Mental health was measured with the General Health Questionnaire and Clinical
Interview Schedule (Revised), and quality of life with an enlarged version of
the Manchester Short Assessment of Quality of Life (Mansa) called QolComm which
is available from the authors at the Institute of Psychiatry, Health Services
Research Department, De Crespigny Park, Denmark Hill, SE5 8AF


the cultural divide

the divide between health and social care is seen as the key to making joint
working a success. Alison O’Sullivan, who works for both Bradford health
authority and council, describes the differences in management style and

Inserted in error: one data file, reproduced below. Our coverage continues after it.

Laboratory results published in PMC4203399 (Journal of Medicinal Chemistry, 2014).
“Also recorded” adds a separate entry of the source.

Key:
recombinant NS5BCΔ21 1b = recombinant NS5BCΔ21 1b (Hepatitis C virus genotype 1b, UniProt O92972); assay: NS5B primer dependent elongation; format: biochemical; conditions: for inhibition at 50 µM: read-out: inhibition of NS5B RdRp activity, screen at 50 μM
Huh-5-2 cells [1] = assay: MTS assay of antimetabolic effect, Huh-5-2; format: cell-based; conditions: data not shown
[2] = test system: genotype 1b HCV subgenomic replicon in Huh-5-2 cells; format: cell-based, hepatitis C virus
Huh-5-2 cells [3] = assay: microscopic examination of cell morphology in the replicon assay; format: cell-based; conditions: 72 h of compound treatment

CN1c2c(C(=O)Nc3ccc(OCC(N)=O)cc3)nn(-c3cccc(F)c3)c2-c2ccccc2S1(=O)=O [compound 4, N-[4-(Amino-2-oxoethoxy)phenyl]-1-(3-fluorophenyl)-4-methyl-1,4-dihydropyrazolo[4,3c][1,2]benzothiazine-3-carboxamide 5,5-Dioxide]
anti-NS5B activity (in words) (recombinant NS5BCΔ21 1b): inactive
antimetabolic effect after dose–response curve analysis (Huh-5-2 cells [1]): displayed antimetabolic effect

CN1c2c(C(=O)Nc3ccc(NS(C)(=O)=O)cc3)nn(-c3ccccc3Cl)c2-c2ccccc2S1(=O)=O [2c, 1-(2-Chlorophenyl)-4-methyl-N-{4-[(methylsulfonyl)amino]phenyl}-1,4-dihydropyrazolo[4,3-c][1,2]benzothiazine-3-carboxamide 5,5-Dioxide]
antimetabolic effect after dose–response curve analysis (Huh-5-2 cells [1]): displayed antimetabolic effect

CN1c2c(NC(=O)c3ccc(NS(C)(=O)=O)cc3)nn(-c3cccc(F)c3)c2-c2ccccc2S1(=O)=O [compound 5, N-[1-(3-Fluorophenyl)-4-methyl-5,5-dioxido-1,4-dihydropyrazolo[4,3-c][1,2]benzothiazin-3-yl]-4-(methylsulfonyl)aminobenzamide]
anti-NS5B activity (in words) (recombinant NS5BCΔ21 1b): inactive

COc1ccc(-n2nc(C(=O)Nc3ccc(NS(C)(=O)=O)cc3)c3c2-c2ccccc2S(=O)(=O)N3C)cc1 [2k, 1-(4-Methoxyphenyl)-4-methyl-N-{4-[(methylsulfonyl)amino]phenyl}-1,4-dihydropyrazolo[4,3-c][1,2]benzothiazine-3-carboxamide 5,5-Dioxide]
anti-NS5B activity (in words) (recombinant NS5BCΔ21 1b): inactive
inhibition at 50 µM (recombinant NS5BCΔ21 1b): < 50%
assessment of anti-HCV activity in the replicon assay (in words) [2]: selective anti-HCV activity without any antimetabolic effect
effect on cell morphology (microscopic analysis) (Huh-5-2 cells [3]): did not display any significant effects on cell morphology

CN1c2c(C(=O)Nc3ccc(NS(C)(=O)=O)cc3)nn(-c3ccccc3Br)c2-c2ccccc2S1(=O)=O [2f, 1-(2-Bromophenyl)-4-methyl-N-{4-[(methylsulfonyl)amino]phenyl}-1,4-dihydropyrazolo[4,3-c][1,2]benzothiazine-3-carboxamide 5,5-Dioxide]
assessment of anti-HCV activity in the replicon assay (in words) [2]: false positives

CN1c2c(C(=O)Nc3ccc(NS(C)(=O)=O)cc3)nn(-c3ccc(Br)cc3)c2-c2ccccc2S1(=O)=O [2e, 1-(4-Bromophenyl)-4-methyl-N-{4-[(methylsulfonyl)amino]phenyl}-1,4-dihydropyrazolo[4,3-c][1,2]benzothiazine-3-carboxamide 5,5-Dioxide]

decision-making she has found in the two as she works to draw together services
for older and disabled people.

is a national and local commitment to bringing health and social care services
closer together and, indeed, in some areas to join them as one. The drive to
integrate services on the ground is signalled strongly in the National Service
Framework for Mental Health1 and National Service Framework for
Older People,2 and the learning difficulties white paper, Valuing

there is still much to be decided about how care trusts will work in practice,
the name captures the idea of an organisation that is a merger of health and
social care and not a takeover.

Bradford, good joint working relationships have been built over several years.
Last year this partnership was taken a step further through the creation of two
joint health authority and local authority posts – one for mental health and
learning difficulties and another for older people and physical disability